If you’re fan of IFC’s hit show Portlandia, you’ve surely seen the following clip:
Bird crafts are cool and all, but if you really want to beat everyone to the next arts and crafts boom, might I suggest adding the humble chicken egg to your cultural caché? Don’t worry if you’re not the type to do appliqué. You can still endlessly debate which came first, the chicken or the egg, all while chowing down on the perfect protein.
Below you’ll find one of Cameron’s favorite “any night” dishes. (I like it quite a lot, too.) Drawing upon the spicy side of Chinese food, my new go-to cookbook writer Fuchsia Dunlop features this recipe in her recently released Every Grain of Rice. I sang its praises earlier this month here.
If you’re vegan, this spicy noodle dish can still be yours: eliminate the egg and add crispy pan-fried tofu, broccoli, and a sweet bell pepper. I recommend breaking out the chopsticks for maximum noodle slurping.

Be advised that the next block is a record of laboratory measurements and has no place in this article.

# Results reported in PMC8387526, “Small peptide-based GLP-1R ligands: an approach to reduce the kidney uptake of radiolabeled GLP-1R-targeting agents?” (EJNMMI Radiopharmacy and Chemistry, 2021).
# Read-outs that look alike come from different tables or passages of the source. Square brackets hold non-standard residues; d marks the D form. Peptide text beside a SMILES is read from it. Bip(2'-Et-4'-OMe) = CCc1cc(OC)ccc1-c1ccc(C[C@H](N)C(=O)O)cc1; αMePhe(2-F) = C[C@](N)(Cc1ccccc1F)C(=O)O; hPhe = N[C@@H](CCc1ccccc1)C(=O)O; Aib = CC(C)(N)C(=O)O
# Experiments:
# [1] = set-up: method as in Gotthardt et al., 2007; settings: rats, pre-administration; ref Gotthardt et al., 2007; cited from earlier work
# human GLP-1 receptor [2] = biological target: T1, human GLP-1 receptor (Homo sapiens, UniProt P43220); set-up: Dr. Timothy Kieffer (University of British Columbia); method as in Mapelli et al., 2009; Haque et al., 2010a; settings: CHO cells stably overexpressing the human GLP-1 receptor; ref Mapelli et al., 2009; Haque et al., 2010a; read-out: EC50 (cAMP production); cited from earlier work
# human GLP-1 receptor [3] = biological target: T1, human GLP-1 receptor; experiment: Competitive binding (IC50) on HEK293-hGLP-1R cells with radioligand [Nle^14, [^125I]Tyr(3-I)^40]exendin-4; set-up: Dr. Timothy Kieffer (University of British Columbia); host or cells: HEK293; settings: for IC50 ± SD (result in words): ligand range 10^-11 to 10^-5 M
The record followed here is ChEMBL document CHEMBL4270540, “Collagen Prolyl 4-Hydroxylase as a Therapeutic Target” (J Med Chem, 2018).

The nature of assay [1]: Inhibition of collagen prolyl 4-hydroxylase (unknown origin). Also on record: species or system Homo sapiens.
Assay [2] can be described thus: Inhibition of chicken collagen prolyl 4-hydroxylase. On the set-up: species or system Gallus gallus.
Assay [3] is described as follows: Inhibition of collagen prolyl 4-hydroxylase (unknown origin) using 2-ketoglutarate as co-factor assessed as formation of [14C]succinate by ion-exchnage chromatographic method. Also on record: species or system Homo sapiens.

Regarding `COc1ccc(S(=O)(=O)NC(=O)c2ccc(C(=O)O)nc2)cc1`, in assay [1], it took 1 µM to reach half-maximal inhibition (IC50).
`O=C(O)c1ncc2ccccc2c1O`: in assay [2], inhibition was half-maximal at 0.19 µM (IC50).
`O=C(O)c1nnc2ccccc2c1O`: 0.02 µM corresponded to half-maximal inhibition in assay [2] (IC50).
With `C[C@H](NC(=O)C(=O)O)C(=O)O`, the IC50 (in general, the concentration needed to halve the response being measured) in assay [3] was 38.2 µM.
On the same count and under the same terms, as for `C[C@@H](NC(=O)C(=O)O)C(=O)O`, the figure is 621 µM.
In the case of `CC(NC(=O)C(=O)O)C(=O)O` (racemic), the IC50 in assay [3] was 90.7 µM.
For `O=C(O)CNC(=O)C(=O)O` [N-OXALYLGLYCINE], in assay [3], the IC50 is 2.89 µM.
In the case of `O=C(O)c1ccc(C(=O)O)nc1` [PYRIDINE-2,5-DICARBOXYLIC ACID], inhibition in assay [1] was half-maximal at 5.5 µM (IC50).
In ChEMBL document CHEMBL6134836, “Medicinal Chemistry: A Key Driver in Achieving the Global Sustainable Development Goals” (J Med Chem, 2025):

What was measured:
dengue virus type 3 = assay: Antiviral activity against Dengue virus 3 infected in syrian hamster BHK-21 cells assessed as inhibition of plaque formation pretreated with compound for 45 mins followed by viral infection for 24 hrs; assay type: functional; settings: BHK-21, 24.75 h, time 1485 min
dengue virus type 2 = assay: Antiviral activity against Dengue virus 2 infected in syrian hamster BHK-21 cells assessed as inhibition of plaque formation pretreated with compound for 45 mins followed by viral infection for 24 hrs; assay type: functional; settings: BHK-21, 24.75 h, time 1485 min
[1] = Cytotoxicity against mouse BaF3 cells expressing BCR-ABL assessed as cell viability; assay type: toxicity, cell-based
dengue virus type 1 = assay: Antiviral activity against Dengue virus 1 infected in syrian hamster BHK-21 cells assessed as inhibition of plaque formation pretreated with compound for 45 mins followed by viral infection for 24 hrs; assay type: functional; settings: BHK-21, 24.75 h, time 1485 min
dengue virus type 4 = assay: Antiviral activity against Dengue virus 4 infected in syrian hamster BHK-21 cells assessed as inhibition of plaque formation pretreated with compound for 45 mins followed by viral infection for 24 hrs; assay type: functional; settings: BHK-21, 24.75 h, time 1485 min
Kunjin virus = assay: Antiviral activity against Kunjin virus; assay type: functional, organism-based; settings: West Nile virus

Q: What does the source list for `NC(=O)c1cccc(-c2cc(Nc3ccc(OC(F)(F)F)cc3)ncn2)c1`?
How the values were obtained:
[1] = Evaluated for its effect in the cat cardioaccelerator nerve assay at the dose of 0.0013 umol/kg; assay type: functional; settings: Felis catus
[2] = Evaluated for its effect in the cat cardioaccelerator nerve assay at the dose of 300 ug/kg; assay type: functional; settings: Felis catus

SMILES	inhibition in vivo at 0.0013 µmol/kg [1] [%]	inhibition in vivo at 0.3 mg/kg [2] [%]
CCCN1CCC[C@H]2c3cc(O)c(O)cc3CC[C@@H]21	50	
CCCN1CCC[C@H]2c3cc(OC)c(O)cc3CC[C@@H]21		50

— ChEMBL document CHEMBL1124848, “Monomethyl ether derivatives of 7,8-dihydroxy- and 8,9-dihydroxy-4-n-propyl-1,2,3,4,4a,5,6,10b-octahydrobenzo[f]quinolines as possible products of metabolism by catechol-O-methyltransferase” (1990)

Fuchsia Dunlop’s Emergency Midnight Noodles, or Fu Xia Fang Bian Mian
Serves 2 as a main dish or 4 as a side
7 oz (200 g) Chinese dried wheat or buckwheat noodles, or 11 oz (300 g) fresh noodles
2 spring onions, greens part only, finely sliced
For the sauce
3-4 tbsp tamari soy sauce
2 tbsp Chinkiang vinegar
4 tbsp chili oil with its sediment
1 tsp sesame oil
An egg or two for each person
1. Combine all the sauce ingredients in a serving bowl.
2. Cook the noodles. Rinse, drain and put in the serving bowl. You’ll notice I used Japanese soba noodles and a handful of udon noodles. I scoured the Asian food market near my neighborhood but had no luck finding Chinese buckwheat noodled. The soba worked just fine, though.
3. Scatter with the spring onions. Mix well before eating.
4. If desired, top with eggs, fried on both sides.
5. I also fried some extra firm tofu, a small head of broccoli, and a yellow bell pepper to include as a vegan side. If you don’t mind bastardizing the recipe, mix in these veggies and protein to the noodles. I’ll warn you. Most of my Chinese friends would probably raise their eyebrows at your culinary trespass.